Forecasting WWE vs. AEW Battle For Talent in the Coming Months Post-Jay White Signing

Forecasting WWE vs. AEW Battle For Talent in the Coming Months Post-Jay White Signing

Photo credit: All Elite Wrestling

On the latest episode of AEW Dynamite, Jay White made his first appearance since his departure from New Japan Pro-Wrestling.

After months of speculation, Switchblade has a new home ripe with familiar faces, old foes and fresh matchups.

All Elite Wrestling is a great landing spot for the former IWGP world heavyweight champion, who has a long history with The Elite and Kenny Omega. In addition, the company’s core fanbase knows of him and his time with NJPW.

This will allow him to continue his rivalry with The Best Bout Machine or revisit lingering storylines.

Interestingly, the move also suggests he still has a claim to the leadership of Bullet Club. At the very least, he will remain a factor in the next direction for the popular Gaijin stable in 2023.


A New Advantage or a Potential Pitfall

Tony Khan’s latest acquisition came as a bit of a surprise because there were many reports that WWE was interested in him. In fact, the company appeared to be his top suitor when he became a free agent earlier this year.

In January, WWE sources who spoke to Sean Ross Sapp of Fightful Select “seemed confident that they would land him.” He also reported there were tentative plans in place for The Catalyst if he signed.

However, those negotiations abruptly ended, and Mike Johnson of PWInsider revealed there was “absolutely no discussion” about White during WrestleMania 39 weekend (h/t Colin Tessier of Yahoo).

This was the first sign that the 30-year-old wouldn’t be the last member of Bullet Club to sign with WWE after all. It also seemingly confirms that the company has halted any significant signings ahead of its monumental merger with UFC, which raises other questions.

That certainly makes sense because mergers and acquisitions rarely create new jobs or openings. Instead, these transactions usually lead to layoffs. So, it’s not hard to believe another wave of releases could be right around the corner.

This could be either catastrophic or beneficial for its distinguished competition. WWE and AEW have been in an arms race for the past three years with a wealth of talent up for grabs. The industry leader has jettisoned dozens of wrestlers who later joined its rival promotion with varying results.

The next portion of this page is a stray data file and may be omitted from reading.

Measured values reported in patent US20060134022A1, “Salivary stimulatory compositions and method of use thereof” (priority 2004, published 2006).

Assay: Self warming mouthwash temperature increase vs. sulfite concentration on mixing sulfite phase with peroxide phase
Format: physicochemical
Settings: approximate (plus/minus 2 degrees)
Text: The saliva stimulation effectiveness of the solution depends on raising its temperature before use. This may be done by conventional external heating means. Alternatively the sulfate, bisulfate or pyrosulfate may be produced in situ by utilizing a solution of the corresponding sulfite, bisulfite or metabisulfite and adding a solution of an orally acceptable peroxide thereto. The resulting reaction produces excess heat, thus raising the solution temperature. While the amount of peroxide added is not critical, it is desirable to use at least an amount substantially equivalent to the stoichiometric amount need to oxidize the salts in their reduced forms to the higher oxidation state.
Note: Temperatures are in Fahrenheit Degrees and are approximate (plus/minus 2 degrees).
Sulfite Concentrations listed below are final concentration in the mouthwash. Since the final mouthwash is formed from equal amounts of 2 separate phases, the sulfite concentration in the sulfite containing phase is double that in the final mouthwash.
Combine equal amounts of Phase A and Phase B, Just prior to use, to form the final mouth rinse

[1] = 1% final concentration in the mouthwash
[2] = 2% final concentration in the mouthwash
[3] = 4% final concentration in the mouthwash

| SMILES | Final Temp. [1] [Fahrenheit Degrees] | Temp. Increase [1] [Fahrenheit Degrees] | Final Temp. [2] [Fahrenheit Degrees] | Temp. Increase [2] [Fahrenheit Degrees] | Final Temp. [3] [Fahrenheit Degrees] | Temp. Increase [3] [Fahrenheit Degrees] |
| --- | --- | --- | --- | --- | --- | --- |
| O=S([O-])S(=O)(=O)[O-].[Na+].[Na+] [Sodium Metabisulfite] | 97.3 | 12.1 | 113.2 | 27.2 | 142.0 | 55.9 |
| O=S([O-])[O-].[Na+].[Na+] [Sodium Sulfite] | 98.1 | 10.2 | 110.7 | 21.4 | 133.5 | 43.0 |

For every success story such as Swerve Strickland or Toni Storm, there are failures to launch like Andrade El Idolo. The latest shift in power will potentially make a new crop of talent available or leave negotiations for someone like White unopposed.

On the surface, that seems like a huge opportunity for AEW, but it could also be a catch-22. After all, the growing alternative already has a crowded roster.

Frankly, Khan can’t scoop up every hot free agent or hope to avoid making cuts of his own forever. Ring of Honor offers him another destination for established stars, but he is still approaching an inevitable threshold.

AEW has also, arguably, had better results developing young independent wrestlers like MJF. The former WWE stars have come with their share of challenges and missteps from a booking perspective.


An Unexpected Change of Plans

Meanwhile, WWE can just stay the course and rely on the pool of talent from NXT or recruits from the NIL program. With Vince McMahon back in the mix, we may not see as many of Triple H’s guys return or signees like Dragon Lee.

WWE moved away from signing indie wrestlers in 2021, but the new regime seemed to be preparing to make some big moves this year.

White wasn’t the only signing that didn’t come to fruition. For instance, the company was also reportedly pursuing Tama Tonga and Omega.

It’s unclear if the global juggernaut will continue to scout for top indie stars after the dust settles. It’s too early to predict how much the merger will affect those hiring practices in the long run, but it’s safe to assume there won’t be many prominent signings anytime soon.

It’s an understatement to say the WWE-UFC deal will change the landscape of pro wrestling again. It will be interesting to see how much it changes free agency, but AEW should be cautious about signing too many new faces.

White could turn out to be a major star in the United States and a key player in the partnership with NJPW. Regardless, it couldn’t hurt to be selective about upcoming acquisitions and learn from some of the moves that didn’t pan out over the past two years.

The recent upheaval surrounding its competition shouldn’t lead to a drastic change of direction for Khan and AEW.

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